Updated: Dec 20, 2021
Christmas? Bah humbug! Aunt Felicity's voice grates on me. Mom makes me help decorate. Grandpa and Dad argue about politics! Can we go to the Bahamas and leave everyone behind?
Bahamas is nice, but we don't have to run away! We can choose to stay and honor the holiday even if everyone around us is miserable and drives us crazy. It's a decision you get to choose - Will I let everyone and everything around me make me hate Christmas? Or, will I intentionally choose to have a great Christmas? If you've decided to make this your best Christmas, here's a little advice to help you get there.
1. Don't Expect Miracles
Since I'm a writer I have a vivid imagination. It's great for writing stories but not so great when trying to deal with reality. Often in the past I'd create fantastic scenarios in my head about some miraculous event that was "supposed" to happen during the holidays.
I'll sell a screenplay. I'll meet the love of my life (I did but not during the holidays). All our bills will be paid. I'll get everything on my Christmas list. An enemy will become my friend.
Ironically, it was Christmas time when a producer told me that I shouldn't be writing movies. It was a bitter pill; I cried. Certainly not the Christmas miracle I envisioned. It's not that a miracle can't happen. Many do, but tying your Christmas happiness into an expectation can lead to serious disappointment.
2. Be the Miracle
Instead of expecting miracles, be the miracle in others' lives. Do you have bad habits that need some changing? Don't try changing them all at once but take some baby steps to improve them. One of my bad habits is when I see one of my daughters, I immediately ask, "Did you do this?" or "Could you do that?" Wow. What a terrible way to greet someone. After some reflection, I realized that maybe that's why they avoid me.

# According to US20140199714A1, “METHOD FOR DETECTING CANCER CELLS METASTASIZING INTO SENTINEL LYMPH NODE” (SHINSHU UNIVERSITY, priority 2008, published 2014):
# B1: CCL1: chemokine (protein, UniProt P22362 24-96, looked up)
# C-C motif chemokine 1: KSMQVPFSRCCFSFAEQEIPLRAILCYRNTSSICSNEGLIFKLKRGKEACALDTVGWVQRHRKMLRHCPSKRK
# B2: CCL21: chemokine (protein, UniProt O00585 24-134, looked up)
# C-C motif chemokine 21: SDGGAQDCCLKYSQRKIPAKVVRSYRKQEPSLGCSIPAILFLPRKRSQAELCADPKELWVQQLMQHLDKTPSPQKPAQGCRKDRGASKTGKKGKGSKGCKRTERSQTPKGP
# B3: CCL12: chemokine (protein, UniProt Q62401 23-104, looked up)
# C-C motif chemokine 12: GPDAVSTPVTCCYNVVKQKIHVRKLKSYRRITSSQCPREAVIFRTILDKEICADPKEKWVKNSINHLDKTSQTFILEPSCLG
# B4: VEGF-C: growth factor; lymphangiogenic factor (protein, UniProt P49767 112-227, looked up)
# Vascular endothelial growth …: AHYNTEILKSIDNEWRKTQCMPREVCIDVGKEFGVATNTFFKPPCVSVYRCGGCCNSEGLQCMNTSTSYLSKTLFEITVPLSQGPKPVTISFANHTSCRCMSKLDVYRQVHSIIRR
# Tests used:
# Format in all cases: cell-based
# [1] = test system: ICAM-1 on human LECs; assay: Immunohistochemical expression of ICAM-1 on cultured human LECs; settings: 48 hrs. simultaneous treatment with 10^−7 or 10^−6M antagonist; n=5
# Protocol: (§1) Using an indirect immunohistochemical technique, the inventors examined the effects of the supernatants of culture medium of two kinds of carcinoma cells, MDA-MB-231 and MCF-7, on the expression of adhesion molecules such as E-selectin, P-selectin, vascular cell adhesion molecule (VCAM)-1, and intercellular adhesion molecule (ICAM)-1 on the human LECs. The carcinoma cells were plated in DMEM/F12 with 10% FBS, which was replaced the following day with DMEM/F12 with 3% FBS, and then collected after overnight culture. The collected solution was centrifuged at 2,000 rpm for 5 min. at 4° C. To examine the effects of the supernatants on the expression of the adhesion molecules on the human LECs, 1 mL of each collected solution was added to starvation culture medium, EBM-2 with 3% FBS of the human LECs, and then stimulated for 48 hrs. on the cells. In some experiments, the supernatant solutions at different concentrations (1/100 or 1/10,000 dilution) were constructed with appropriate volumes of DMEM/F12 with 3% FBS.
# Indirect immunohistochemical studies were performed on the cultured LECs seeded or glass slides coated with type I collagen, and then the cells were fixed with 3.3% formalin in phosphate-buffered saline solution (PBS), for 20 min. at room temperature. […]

This will require time away from your phone and from others. Honesty is also a must. We don't like to admit we have faults. In fact, it's easier to blame everyone else. I blamed everyone, besides myself, for our house looking messy. The reality is, when I see my daughters as maids, how will they cultivate a sense of responsibility and pride for our home?
3. Be Flexible with Traditions
"We must have a real tree! Having a plastic tree is for wimps!"
Hmm. What's wrong with the above statement? First, it shows an hardened spirit. Second, how about all the people who have plastic trees? Are they wimps?
There might be times in our lives when we have to adjust our traditions. This year, St. Nicholas was unable to deliver on St. Nicholas day, so he arrived with full stockings six days later. Furthermore, sometimes new people come into our lives. Maybe they have a tradition they would like to share. There might be a health crisis or even a death. Suddenly the traditions we have held onto so tightly mysteriously float away and seem insignificant.
4. Take Care of Yourself
I don't mean pampering yourself every day at a spa. Use common sense. If you eat too many sweets, you're probably not going to feel so great. Drink water and make sure you're eating fruits and vegetables. If you stay up too late every night of the holidays, you're inviting Mr. Virus to move in. Get some exercise - shake out your arms, move the legs, and if you're able, try to walk (if you have dogs, they will appreciate you taking them along).
Finally, remember Christmas is not a race. You don't have to have Christmas cards sent out by a certain date. If it's too stressful, skip the cards altogether. You don't have to make 500 dozen Christmas cookies (well, unless you work for Martha Stewart). Learn to relax and enjoy the season and the ones you love.
5. Take Care of Others
Christmas is the season of giving. We have the greatest example from Jesus who gave his life for us. This is a great opportunity for us to be extra generous and mindful of the needs around us. We may not have everything we want; we may not have things go our way. When we help others, however, we're giving the gift of ourselves. Even if these gifts are not appreciated, you have done your part. Do not let someone's rudeness ruin your gift of generosity.
There you have it. Try these five methods and see if your Christmas improves. When Aunt Felicity talks, smile and take her coat or bring her a glass of water. Offer to help Mom decorate before she has to ask. When your dad and grandfather begin talking politics, suggest the family play some charades - the ones you'll find in the activity page of my website.
My Gift to You:
Thanks for reading. Check out the recipes and activities on this site! Check out my YouTube Christmas special where I give you the gift of encouragement and talk about my own thoughts of suicide.
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